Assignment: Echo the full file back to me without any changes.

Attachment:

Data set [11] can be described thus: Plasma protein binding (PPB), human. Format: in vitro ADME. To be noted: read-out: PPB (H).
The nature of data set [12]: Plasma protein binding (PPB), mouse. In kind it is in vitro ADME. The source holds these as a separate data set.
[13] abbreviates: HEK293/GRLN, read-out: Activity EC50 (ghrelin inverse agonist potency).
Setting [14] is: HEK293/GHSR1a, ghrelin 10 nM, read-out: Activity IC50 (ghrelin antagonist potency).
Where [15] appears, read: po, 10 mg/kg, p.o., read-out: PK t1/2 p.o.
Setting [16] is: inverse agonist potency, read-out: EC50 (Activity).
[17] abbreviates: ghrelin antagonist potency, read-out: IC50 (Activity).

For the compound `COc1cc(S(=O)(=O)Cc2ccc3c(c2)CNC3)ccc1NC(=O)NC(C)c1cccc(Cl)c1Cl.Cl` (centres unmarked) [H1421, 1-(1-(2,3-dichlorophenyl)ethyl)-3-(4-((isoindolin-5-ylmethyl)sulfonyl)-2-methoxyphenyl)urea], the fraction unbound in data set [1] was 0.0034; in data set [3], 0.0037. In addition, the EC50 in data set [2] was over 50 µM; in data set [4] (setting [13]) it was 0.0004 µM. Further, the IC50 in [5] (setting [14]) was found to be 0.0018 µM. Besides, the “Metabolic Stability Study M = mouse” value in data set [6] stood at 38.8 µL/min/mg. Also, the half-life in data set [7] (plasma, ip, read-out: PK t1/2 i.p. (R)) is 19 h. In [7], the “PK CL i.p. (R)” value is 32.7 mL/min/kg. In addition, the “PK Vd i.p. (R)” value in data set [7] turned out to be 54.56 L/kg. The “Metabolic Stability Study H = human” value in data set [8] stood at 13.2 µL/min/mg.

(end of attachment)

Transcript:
Data set [11] can be described thus: Plasma protein binding (PPB), human. Format: in vitro ADME. To be noted: read-out: PPB (H).
The nature of data set [12]: Plasma protein binding (PPB), mouse. In kind it is in vitro ADME. The source holds these as a separate data set.
[13] abbreviates: HEK293/GRLN, read-out: Activity EC50 (ghrelin inverse agonist potency).
Setting [14] is: HEK293/GHSR1a, ghrelin 10 nM, read-out: Activity IC50 (ghrelin antagonist potency).
Where [15] appears, read: po, 10 mg/kg, p.o., read-out: PK t1/2 p.o.
Setting [16] is: inverse agonist potency, read-out: EC50 (Activity).
[17] abbreviates: ghrelin antagonist potency, read-out: IC50 (Activity).

For the compound `COc1cc(S(=O)(=O)Cc2ccc3c(c2)CNC3)ccc1NC(=O)NC(C)c1cccc(Cl)c1Cl.Cl` (centres unmarked) [H1421, 1-(1-(2,3-dichlorophenyl)ethyl)-3-(4-((isoindolin-5-ylmethyl)sulfonyl)-2-methoxyphenyl)urea], the fraction unbound in data set [1] was 0.0034; in data set [3], 0.0037. In addition, the EC50 in data set [2] was over 50 µM; in data set [4] (setting [13]) it was 0.0004 µM. Further, the IC50 in [5] (setting [14]) was found to be 0.0018 µM. Besides, the “Metabolic Stability Study M = mouse” value in data set [6] stood at 38.8 µL/min/mg. Also, the half-life in data set [7] (plasma, ip, read-out: PK t1/2 i.p. (R)) is 19 h. In [7], the “PK CL i.p. (R)” value is 32.7 mL/min/kg. In addition, the “PK Vd i.p. (R)” value in data set [7] turned out to be 54.56 L/kg. The “Metabolic Stability Study H = human” value in data set [8] stood at 13.2 µL/min/mg.